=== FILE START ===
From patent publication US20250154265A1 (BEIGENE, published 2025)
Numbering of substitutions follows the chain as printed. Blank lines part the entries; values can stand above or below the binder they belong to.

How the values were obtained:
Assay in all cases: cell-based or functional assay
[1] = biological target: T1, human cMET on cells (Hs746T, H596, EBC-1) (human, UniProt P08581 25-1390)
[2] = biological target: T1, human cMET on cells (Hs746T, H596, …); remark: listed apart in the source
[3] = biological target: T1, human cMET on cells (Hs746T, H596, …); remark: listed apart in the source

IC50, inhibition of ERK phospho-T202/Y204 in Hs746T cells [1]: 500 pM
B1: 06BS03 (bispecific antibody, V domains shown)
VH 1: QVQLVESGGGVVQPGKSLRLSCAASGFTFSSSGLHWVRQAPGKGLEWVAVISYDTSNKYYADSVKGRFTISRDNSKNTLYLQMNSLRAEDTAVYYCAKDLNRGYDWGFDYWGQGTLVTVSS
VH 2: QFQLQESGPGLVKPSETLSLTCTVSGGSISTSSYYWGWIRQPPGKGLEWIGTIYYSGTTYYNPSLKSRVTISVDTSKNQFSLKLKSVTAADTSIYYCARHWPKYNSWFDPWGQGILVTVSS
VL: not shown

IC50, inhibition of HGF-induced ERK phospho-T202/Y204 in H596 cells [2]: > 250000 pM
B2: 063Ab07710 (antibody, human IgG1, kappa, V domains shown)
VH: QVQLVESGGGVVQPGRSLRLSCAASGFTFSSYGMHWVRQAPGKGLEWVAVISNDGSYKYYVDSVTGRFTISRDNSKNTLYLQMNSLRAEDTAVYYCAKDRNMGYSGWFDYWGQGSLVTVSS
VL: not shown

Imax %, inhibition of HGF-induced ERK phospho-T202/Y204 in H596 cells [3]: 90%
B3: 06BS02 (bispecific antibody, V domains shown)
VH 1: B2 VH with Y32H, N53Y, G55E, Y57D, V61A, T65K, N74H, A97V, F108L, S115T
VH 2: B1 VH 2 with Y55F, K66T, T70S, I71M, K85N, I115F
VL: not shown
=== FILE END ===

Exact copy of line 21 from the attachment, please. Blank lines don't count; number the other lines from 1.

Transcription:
VL: not shown